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Time’s Up will formally cease its operations by the end of January and direct its remaining $1.7 million in funds to the Time’s Up Legal Defense Fund (TULDF), The Hollywood Reporter has confirmed.
The gender rights organization, which had launched to great fanfare at the Golden Globes in 2018, has been in the midst of a slow death since a New York State Attorney General’s report in August 2021 revealed that Time’s Up leaders had advised Governor Andrew Cuomo after he was accused of sexual harassment.
Time’s Up’s three remaining board members, actress Ashley Judd, advertising executive Colleen DeCourcey and financial executive Gabrielle Sulzberger will step down.
Time’s Up raised more than $22 million in its first 10 months from prominent industry backers like Oprah Winfrey, Meryl Streep, Shonda Rhimes, Katie McGrath and CAA. That money went to create the TULDF, which is housed and administered separately by the National Women’s Law Center in Washington, D.C., and remains the movement’s signature achievement.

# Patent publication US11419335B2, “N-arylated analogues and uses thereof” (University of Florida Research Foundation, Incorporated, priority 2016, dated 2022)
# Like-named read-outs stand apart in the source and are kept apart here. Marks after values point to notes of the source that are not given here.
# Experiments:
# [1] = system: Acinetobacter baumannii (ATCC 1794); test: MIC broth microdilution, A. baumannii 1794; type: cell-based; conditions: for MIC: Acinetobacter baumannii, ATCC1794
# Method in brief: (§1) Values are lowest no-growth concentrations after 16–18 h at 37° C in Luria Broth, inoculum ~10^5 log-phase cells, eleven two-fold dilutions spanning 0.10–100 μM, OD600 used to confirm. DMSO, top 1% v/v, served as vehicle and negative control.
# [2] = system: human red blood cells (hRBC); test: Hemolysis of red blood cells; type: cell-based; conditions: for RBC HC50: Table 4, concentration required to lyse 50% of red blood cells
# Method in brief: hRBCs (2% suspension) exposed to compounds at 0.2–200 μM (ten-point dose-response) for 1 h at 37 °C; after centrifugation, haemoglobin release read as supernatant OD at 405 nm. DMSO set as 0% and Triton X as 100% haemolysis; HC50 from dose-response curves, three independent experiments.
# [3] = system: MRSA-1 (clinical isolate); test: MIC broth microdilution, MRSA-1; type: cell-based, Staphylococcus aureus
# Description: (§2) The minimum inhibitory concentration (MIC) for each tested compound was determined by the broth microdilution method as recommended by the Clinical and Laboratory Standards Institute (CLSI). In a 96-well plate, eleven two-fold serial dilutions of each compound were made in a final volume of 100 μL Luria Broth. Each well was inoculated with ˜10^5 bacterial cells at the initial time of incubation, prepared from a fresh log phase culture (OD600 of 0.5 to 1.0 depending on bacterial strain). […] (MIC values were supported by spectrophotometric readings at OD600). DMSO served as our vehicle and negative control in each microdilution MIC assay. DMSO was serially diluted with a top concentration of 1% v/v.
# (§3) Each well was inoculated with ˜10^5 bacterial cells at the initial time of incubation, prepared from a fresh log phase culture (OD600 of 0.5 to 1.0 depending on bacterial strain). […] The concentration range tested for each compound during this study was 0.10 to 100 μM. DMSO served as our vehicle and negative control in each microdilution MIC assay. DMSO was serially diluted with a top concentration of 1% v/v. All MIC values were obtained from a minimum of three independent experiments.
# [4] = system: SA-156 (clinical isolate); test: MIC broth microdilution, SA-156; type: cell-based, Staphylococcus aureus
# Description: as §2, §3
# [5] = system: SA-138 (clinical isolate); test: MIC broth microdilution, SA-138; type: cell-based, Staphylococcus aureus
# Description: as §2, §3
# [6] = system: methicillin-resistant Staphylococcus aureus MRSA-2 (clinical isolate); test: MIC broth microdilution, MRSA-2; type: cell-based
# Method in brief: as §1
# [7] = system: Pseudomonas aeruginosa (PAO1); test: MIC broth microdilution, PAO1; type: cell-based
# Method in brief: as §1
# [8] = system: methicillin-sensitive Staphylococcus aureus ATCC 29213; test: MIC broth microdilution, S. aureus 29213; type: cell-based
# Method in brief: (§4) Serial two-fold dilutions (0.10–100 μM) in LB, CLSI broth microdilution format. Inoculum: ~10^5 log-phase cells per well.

The TULDF has connected more than 6,000 sexual harassment victims with lawyers, paid the legal fees in 330 cases, provided publicity support for 130 cases and continues to take new cases.
While the Cuomo scandal was the immediate cause of the group’s downfall, leading to the resignations of CEO Tina Tchen and board chair Roberta Kaplan, there had been long-standing troubles at Time’s Up, including conflict-of-interest allegations and internal disagreements over its focus. As internal debates raged, the group cycled through three CEOs in three years, its last, Monifa Bandele, exiting in November of 2021. At that time board chair Sulzberger said the group was engaged in a “needed reset, not a retreat.“
The formal end of Time’s Up was first reported by The Associated Press.
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